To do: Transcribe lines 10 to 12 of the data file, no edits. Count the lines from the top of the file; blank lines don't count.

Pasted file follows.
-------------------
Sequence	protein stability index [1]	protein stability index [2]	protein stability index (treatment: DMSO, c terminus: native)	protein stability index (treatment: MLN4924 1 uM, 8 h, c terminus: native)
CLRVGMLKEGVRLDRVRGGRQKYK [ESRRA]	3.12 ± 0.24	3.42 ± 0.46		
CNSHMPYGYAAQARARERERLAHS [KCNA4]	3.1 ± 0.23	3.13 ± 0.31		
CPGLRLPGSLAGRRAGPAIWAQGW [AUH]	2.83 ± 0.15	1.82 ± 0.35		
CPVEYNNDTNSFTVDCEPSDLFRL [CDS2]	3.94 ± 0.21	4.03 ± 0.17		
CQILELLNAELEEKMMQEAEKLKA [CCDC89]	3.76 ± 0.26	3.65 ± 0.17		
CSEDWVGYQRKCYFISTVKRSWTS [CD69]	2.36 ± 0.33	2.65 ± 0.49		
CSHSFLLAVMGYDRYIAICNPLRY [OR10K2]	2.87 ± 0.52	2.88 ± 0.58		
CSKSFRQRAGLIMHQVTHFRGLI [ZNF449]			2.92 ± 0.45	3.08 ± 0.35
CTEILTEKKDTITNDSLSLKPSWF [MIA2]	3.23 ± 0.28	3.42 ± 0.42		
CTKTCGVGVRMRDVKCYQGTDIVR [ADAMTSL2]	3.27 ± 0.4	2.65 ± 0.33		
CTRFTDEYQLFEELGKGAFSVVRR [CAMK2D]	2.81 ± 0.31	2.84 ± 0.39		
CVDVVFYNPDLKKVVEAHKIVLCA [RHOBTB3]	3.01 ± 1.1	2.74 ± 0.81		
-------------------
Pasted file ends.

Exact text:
CTEILTEKKDTITNDSLSLKPSWF [MIA2]	3.23 ± 0.28	3.42 ± 0.42		
CTKTCGVGVRMRDVKCYQGTDIVR [ADAMTSL2]	3.27 ± 0.4	2.65 ± 0.33		
CTRFTDEYQLFEELGKGAFSVVRR [CAMK2D]	2.81 ± 0.31	2.84 ± 0.39		